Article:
Package releasing made easy: zest.releaser overview and installation

zest.releaser is collection of command-line programs to help you automate the task of releasing a Python project.

It does away with all the boring bits. This is what zest.releaser automates for you:

  • It updates the version number. The version number can either be in or version.txt. For example, it switches you from 0.3.dev0 (current development version) to 0.3 (release) to 0.4.dev0 (new development version).
  • It updates the history/changes file. It logs the release date on release and adds a new heading for the upcoming changes (new development version).
  • It tags the release. It creates a tag in your version control system named after the released version number.
  • It optionally uploads a source release to PyPI. It will only do this if the package is already registered there (else it will ask, defaulting to ‘no’); zest releaser is careful not to publish your private projects!

Most important URLs

First the three most important links:

And... we’re automatically being tested by Travis:


Just a simple pip zest.releaser or easy_install zest.releaser is enough.

Alternatively, buildout users can install zest.releaser as part of a specific project’s buildout, by having a buildout configuration such as:

parts =

recipe = zc.recipe.egg
eggs = zest.releaser

Version control systems: svn, hg, git, bzr

Of course you must have a version control system installed. zest.releaser currently supports:

  • Subversion (svn).
  • Mercurial (hg).
  • Git (git).
  • Bazaar (bzr).

Others could be added if there are volunteers! Git and mercurial support have been contributed years ago when we were working with bzr and subversion, for instance.

Available commands

Zest.releaser gives you four commands to help in releasing python packages. They must be run in a version controlled checkout. The commands are:

  • prerelease: asks you for a version number (defaults to the current version minus a ‘dev’ or so), updates the or version.txt and the CHANGES/HISTORY/CHANGELOG file (with either .rst/.txt/.markdown or no extension) with this new version number and offers to commit those changes to subversion (or bzr or hg or git)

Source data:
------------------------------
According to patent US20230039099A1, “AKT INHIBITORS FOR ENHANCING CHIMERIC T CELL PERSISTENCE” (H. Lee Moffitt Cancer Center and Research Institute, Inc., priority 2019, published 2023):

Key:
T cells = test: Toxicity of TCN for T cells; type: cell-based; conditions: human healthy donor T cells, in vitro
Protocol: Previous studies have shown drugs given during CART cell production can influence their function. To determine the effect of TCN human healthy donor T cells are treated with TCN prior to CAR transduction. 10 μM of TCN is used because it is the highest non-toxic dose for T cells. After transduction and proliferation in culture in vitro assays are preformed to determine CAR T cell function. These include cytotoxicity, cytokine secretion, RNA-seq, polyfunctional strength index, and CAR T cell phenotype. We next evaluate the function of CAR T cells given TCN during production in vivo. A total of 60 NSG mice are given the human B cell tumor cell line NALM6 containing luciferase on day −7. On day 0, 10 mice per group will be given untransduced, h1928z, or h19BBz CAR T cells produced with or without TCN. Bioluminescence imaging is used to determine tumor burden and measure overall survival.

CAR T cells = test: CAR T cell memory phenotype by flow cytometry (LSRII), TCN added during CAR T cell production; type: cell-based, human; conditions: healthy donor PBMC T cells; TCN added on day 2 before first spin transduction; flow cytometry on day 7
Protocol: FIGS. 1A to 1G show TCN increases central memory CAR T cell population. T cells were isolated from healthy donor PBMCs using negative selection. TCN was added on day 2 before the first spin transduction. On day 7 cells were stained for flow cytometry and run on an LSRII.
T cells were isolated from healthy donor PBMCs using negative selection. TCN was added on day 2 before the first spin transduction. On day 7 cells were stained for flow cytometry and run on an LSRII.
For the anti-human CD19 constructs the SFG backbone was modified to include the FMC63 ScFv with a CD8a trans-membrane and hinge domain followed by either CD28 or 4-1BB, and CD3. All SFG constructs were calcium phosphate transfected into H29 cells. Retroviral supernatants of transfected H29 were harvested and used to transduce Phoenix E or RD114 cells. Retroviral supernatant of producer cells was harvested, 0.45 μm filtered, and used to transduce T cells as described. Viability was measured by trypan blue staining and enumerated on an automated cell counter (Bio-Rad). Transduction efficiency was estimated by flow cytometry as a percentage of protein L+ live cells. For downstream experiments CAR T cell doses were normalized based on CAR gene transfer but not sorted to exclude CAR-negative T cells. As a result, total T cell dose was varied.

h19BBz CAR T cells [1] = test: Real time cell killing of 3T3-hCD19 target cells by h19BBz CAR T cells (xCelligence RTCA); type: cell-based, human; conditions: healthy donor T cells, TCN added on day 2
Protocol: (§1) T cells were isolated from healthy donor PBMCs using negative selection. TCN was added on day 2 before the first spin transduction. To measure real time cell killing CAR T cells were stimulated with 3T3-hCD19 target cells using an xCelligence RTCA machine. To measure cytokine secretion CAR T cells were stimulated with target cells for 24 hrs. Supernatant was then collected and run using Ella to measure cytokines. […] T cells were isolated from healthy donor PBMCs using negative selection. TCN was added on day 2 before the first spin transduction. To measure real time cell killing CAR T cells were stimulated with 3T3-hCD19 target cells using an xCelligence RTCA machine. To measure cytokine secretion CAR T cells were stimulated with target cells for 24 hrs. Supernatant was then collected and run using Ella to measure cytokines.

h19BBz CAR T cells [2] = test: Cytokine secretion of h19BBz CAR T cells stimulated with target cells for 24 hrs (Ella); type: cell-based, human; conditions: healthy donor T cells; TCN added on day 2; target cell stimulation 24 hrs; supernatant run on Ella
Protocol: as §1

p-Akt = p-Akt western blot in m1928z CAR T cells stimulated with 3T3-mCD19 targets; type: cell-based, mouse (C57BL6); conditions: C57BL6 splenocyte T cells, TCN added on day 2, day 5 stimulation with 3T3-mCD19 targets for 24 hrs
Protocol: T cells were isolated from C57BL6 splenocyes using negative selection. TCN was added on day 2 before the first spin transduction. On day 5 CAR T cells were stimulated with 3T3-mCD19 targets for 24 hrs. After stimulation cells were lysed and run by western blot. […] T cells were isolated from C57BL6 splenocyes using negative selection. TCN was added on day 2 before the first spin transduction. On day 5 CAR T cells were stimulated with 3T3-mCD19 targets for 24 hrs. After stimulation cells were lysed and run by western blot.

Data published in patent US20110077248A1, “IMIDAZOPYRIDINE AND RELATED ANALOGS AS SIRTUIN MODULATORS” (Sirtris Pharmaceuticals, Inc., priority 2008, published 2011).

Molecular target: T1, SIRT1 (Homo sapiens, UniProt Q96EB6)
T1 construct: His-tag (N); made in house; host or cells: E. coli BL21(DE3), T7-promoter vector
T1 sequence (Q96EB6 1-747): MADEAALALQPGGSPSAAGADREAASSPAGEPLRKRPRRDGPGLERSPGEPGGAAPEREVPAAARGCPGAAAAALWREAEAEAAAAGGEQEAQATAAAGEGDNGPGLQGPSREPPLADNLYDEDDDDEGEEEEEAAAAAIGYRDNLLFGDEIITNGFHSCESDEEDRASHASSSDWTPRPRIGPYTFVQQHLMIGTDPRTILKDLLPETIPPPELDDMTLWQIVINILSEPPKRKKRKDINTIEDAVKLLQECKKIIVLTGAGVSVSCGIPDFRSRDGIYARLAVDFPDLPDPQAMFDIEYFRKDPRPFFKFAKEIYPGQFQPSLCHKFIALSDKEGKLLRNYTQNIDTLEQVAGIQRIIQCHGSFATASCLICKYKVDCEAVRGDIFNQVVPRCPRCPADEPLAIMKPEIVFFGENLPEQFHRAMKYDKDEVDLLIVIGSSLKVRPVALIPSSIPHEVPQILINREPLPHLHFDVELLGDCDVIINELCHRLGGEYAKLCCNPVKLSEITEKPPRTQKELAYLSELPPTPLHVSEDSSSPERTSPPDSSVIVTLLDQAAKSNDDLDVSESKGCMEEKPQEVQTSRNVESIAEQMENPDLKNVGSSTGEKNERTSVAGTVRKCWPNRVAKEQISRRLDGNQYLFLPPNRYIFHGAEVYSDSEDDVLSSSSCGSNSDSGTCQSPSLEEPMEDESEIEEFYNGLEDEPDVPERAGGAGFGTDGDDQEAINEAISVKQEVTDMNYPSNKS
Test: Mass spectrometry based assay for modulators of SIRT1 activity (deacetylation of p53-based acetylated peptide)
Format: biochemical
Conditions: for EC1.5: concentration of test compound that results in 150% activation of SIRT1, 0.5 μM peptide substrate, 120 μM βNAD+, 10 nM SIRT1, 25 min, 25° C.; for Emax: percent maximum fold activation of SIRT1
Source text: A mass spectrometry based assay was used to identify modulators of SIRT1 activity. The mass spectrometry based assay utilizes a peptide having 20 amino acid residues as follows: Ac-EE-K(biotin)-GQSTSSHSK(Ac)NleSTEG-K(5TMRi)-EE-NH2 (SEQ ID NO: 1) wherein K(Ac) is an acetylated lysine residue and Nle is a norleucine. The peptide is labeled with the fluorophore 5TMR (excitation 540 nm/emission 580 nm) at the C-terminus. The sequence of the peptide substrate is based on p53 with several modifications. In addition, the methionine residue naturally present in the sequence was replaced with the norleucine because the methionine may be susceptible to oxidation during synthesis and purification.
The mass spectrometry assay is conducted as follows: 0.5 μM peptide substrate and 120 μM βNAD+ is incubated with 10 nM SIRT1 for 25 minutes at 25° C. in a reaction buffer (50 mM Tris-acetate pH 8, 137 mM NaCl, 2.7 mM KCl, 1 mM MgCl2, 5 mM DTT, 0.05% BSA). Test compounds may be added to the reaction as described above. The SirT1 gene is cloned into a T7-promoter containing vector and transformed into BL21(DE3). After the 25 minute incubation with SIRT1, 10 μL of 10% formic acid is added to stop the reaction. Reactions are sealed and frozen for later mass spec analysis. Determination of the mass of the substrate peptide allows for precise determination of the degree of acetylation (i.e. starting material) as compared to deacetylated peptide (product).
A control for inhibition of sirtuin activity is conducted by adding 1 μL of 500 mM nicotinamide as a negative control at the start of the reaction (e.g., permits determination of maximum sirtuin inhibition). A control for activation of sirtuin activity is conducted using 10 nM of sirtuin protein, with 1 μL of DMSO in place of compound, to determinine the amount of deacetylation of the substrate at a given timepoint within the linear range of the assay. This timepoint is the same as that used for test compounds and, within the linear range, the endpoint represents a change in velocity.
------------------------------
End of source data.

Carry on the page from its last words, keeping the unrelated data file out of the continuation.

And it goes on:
• release: copies the the trunk or branch of the current checkout and creates a version control tag of it. Makes a checkout of the tag in a temporary directory. Offers to register and upload a source dist of this package to PyPI (Python Package Index). Note: if the package has not been registered yet, it will not do that for you. You must register the package manually (python register) so this remains a conscious decision. The main reason is that you want to avoid having to say: “Oops, I uploaded our client code to the internet; and this is the initial version with the plaintext root passwords.”
  • postrelease: asks you for a version number (gives a sane default), adds a development marker to it, updates the or version.txt and the CHANGES/HISTORY/CHANGELOG file with this and offers to commit those changes to version control. Note that with git and hg, you’d also be asked to push your changes (since 3.27). Otherwise the release and tag only live in your local hg/git repository and not on the server.
  • fullrelease: all of the above in order.

There are two additional tools:

  • longtest: small tool that renders a’s long description and opens it in a web browser. This assumes an installed docutils (as it needs
  • lasttagdiff: small tool that shows the diff of the currently committed trunk with the last released tag. Handy for checking whether all the changes are adequately described in the changes file.